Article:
Education (Assemblies) Bill [HL] - Second Reading

Part of the debate – in the House of Lords at 12:38 pm on 10th September 2021.

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Photo of Lord Singh of Wimbledon Lord Singh of Wimbledon Crossbench 12:38 pm, 10th September 2021

My Lords, business in the House is always preceded by Christian Prayers. We are reminded that, at all times, we should lay aside

“private interests, prejudices, and partial affections”.

Unfortunately, this laudable advice is soon forgotten as we begin to debate controversial issues, but at least the thought is right. As a Sikh, I can understand reference to God in Christian worship, but I have never been able to understand who or what is the Holy Ghost. My attitude to Prayers in the Lords is to go along with sentiments close to Sikh teachings and respect the right of Christians to their beliefs.

Assemblies in schools, however, are different, because of the age and vulnerability of children. In the past, when most children were of the Christian faith, assemblies provided a sense of oneness and unity of thought and purpose. Today, children are often from different religious backgrounds. Assemblies couched in the teachings of one faith as gospel truth can cause confusion and hurt, particularly if stress is laid on literal texts. For example, in the Gospel according to John, chapter 14, verse 6, Jesus Christ is reported as saying:

“I am the way … No one comes to the Father except through me.”

This can be quite upsetting to young children of other faiths. It can cause a lack of confidence in a child’s own belief and work to brainwash sensitive minds, sometimes with damaging family upset.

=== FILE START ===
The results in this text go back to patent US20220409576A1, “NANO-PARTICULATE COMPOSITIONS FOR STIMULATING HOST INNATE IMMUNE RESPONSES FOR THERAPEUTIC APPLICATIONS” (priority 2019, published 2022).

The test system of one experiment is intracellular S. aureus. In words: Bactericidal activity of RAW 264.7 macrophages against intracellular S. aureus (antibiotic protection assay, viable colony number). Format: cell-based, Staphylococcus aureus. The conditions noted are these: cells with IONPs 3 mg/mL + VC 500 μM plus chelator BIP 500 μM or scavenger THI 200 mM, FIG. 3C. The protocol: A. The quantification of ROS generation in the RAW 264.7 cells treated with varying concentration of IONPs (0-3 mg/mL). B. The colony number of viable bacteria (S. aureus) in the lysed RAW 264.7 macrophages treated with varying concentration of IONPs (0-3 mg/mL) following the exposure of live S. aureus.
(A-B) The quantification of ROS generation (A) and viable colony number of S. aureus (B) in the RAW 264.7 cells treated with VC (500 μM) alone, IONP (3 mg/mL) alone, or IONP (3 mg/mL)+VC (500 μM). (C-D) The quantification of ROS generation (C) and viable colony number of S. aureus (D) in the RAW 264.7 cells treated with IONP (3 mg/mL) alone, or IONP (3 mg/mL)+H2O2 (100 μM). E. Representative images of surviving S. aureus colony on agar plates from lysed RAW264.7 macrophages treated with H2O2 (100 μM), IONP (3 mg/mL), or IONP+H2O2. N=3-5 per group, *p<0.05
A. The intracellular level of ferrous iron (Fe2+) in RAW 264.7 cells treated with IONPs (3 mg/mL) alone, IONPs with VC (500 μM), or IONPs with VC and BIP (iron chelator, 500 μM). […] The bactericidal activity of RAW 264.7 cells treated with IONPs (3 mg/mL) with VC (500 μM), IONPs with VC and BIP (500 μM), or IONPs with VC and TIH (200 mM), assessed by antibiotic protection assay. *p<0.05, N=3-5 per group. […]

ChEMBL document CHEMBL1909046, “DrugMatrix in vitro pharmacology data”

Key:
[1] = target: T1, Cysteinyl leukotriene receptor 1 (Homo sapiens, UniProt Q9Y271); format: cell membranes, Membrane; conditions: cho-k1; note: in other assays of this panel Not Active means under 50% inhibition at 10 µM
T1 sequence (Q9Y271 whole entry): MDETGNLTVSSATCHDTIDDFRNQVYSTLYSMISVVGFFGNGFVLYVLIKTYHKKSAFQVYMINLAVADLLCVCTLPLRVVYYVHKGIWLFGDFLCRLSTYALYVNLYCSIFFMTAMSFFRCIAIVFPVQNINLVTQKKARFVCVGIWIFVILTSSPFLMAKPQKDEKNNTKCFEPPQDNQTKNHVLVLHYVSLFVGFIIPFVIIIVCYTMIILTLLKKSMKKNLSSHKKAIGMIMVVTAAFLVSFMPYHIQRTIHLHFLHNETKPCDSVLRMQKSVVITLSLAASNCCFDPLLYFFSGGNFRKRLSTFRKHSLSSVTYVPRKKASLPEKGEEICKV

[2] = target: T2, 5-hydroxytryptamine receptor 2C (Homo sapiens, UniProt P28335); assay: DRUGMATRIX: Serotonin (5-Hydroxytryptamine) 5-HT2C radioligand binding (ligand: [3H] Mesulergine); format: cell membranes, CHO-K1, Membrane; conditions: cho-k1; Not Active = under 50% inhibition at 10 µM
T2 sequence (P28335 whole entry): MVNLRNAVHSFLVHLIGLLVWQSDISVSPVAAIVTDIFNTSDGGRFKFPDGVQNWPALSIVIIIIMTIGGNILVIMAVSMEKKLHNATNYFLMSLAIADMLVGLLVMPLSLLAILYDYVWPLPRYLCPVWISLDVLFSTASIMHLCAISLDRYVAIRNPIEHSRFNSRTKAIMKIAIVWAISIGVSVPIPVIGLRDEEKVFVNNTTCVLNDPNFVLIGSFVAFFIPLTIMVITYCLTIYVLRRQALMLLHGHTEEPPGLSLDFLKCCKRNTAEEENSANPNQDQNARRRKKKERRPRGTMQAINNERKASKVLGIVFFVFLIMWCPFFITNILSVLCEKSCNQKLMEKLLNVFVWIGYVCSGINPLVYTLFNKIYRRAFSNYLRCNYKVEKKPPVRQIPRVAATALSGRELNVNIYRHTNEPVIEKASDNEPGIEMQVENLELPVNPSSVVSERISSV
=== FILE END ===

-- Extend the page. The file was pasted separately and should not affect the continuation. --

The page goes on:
Although I believe that the Bill is right in suggesting that school assemblies should be changed in line with changing times, the proposal to replace them with vague spiritual and moral teachings is unhelpful and does nothing to enhance understanding of different faiths, when this is needed now more than ever before. Today, we live in a world in which we are reminded daily that most conflicts have their origin in religious bigotry. We need to recognise that what passes for religion is often a complex mix of ethical teachings overlaid with the culture of thousands of years ago—culture that frequently demeans women and people of other faiths.

Never has the need to understand the beliefs of other people and what motivates them been greater. Never before has there been such ignorance and reluctance to talk openly about religion and its good and not so good practices. This ignorance extends to all levels of society—to civil servants and politicians and to educators, particularly in our school lessons, where emphasis is often laid on the size and shape of places of worship and artefacts of different religions, but much less on ethical teachings. If we want a better and more cohesive society, the best place to begin is in the school assembly, with a multifaith assembly showing respect for common ethical imperatives in all our different faiths.